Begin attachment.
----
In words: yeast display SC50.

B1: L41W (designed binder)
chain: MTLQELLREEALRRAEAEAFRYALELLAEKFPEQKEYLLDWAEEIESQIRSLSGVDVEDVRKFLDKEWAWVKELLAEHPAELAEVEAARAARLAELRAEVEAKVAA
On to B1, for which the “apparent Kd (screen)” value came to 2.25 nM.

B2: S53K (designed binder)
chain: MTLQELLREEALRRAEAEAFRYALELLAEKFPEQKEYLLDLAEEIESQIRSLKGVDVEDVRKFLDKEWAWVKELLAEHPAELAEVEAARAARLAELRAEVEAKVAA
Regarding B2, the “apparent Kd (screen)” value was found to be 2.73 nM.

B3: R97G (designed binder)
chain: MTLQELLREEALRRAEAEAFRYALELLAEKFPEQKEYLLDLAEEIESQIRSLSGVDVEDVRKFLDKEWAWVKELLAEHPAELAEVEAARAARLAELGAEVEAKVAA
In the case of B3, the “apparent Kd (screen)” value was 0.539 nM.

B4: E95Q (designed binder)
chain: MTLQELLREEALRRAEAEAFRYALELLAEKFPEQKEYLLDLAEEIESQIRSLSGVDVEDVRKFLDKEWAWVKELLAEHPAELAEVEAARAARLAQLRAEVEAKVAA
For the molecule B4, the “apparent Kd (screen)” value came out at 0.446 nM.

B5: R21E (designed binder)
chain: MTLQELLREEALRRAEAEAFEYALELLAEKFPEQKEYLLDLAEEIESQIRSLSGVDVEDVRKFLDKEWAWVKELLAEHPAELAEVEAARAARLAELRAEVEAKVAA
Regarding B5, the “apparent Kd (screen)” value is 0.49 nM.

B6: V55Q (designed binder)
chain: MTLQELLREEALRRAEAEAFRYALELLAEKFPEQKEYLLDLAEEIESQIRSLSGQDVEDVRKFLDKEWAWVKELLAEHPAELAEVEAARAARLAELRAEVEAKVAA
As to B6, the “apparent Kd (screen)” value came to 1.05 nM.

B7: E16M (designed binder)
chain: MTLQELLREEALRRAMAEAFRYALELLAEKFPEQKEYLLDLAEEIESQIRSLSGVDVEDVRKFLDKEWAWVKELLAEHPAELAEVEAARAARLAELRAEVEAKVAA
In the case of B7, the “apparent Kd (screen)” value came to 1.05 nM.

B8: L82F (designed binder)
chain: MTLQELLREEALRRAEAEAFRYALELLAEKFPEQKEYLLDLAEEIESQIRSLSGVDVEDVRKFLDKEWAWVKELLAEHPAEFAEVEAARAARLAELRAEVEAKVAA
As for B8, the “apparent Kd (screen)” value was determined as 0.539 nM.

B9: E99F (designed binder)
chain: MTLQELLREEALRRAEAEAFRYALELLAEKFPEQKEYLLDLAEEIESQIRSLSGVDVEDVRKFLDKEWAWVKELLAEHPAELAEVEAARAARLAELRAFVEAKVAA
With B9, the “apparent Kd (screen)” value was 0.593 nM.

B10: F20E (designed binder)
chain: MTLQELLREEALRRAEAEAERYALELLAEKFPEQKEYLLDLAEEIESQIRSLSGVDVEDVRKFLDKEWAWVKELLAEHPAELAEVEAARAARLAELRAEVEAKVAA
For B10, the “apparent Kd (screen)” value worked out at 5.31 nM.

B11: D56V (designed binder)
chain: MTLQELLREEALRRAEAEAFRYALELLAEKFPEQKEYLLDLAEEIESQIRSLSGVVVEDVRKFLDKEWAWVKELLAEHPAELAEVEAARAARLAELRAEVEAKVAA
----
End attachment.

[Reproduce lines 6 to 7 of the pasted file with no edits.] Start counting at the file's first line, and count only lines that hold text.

chain: MTLQELLREEALRRAEAEAFRYALELLAEKFPEQKEYLLDLAEEIESQIRSLKGVDVEDVRKFLDKEWAWVKELLAEHPAELAEVEAARAARLAELRAEVEAKVAA
Regarding B2, the “apparent Kd (screen)” value was found to be 2.73 nM.